El-Khoury: Unfinished Journey for violin and strings
Steve Reich: Duet for two violins and strings
Antonio Vivaldi: Concerto for Two Violins and Strings in A minor, RV 522/1
Antonio Vivaldi: Concerto for Two Violins and Strings in A minor, RV 522/2
Antonio Vivaldi: Concerto for Two Violins and Strings in A minor, RV 522/3
John Tavener: Song of the Angel for soprano, violin and strings
Hans Werner Henze: Adagio adagio, a serenade for violin, cello and piano
Edward Elgar: Salut d'amour for violin, piano and strings, arr. Christian Badzura
Bela Bartok: Nos. 35, 28, & 36 from 44 Duos for Two Violins /1
Bela Bartok: Nos. 35, 28, & 36 from 44 Duos for Two Violins/2
Bela Bartok: Nos. 35, 28, & 36 from 44 Duos for Two Violins/3
George Enescu: Hora Unirii for violin and piano
Jo Knumann: Rumanisch for violin, mandolin, piano and strings, arr. Christian Badzura
Maurice Ravel: No. 1, Kaddish, for violin and piano
Daniel Hope :
My Tribute to Yehudi Menuhin
Daniel Hope Celebrates His Mentor's Centennial with
DG Release of My Tribute to Yehudi Menuhin
2016 marks the centennial of Yehudi Menuhin, the violin legend whose playing Einstein once cited as a reason to believe in God. To honor this anniversary, on February 5, six-time ECHO Klassik Award-winning violinist Daniel Hope will release his tenth Deutsche Grammophon recording, titled My Tribute to Yehudi Menuhin. Having grown up within the Menuhin household, Hope went on to partner him in more than 60 concert performances, sharing a close association with the older violinist that was truly unique. His new album celebrates the rich diversity of his friend and mentor's musical tastes, combining works by Vivaldi, Mendelssohn, Elgar, Ravel, Bartók, Tavener, Enescu, Jo Knümann, Steve Reich, Hans Werner Henze, and Bechara El-Khoury. Many of the same composers also feature in Menuhin-themed programs that Hope presents in Toronto (Jan 28), California (Feb 4–7), New York's Lincoln Center (March 4), Istanbul (March 17) and Paris (March 22), as well as a 10-day Menuhin Festival at the Berlin Konzerthaus which Hope will curate beginning April 22. As distinguished British broadcaster and Menuhin biographer Humphrey Burton put it, "Nobody has a better claim than Daniel Hope to be the musician leading celebrations for the centenary of Yehudi Menuhin's birth."
Hope comments: "Yehudi Menuhin is the reason I became a violinist. As he used to say, I fell into his lap as a baby of two. Yehudi called himself my "musical grandfather." Now, in celebration of what would have been his centenary, my friends and I can finally pay our respects to this great man, in a manner I feel certain he would have loved."
Hope was just a toddler when his family moved to London, fleeing the apartheid regime in South Africa which had threatened Hope's father, writer Christopher Hope. In a last-ditch effort to remain in the UK, Hope's mother took a part-time post as Menuhin's secretary, later becoming his longtime manager of 24 years. Warmly welcomed into the household, it was there, at the age of four, that Hope first fell in love with the violin. Although he studied formally under other teachers, he also received occasional lessons from Menuhin himself, and when he was eleven, at the master violinist's invitation, they performed Bartók duos together on German television. Thus began a musical partnership lasting many years during which the two musicians gave 60 concerts together, culminating with Hope's participation in his mentor's final concert on March 7, 1999. By then, as The Guardian recounts, Menuhin had come to serve as Hope's "spiritual father in music."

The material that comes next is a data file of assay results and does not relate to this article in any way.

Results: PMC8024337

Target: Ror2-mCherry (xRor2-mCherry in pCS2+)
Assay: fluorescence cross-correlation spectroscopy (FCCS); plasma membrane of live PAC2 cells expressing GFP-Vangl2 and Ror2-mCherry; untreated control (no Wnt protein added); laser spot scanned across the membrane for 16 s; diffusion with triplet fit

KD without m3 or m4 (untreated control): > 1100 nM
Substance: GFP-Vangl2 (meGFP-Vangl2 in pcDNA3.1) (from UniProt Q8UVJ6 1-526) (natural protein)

For the new recording, Hope put together a program that not only reflects Menuhin's taste, but recalls key moments from their musical life together. The result, as Humphrey Burton explains in an illuminating liner note, is "a fascinating hour that cries out to be listened to at one sitting." It was Menuhin who premiered and first recorded Mendelssohn's Violin Concerto in D minor, written when the composer was still in his teens; Hope would later perform it under his mentor's leadership. Having made the premiere recording of Elgar's Violin Concerto with the aging composer conducting, Menuhin had, Burton remembers, "an especially soft spot for Elgar's salon pieces such as Salut d'Amour." Vivaldi's Double Violin Concerto in A minor and Bartók's Violin Duos are among the works that Hope studied and played most with Menuhin as a boy; he says: "I still have his fingerings and his markings in my part."
George Enescu was Menuhin's own teacher and perhaps the most profound of his musical influences; as Burton writes, Enescu's Hora Unirii "explores very different elements in Menuhin's musical make-up: his deep love of Gypsy music, his respect for the Roma heritage and his reverence for Enescu, his greatest teacher." Jo Knümann's Rumänisch also draws on the Gypsy traditions Menuhin revered, while Tavener's Song of the Angel and Henze's Adagio adagio are two of the many contemporary chamber works written for Menuhin. Steve Reich's Duet was commissioned for a belated 80th birthday tribute to the violinist, and Bechara El-Khoury's Unfinished Journey – its title taken from that of Menuhin's autobiography – was commissioned by Hope and the Gstaad Menuhin Festival in 2009 to mark the tenth anniversary of his death. Ravel's "Kaddish," which Menuhin had previously recorded, is the piece Hope performed as an encore at the master violinist's final concert, just days before his death, and it is with this that his tribute concludes.
Among Hope's collaborators on the recording are the Kammerorchester Basel, members of the Deutsches Kammerorchester Berlin, and a stellar array of soloists that includes mandolin virtuoso Avi Avital and Israeli soprano Chen Reiss. A track listing for My Tribute to Yehudi Menuhin, and details of Hope's upcoming Menuhin-themed North American concerts, are provided below.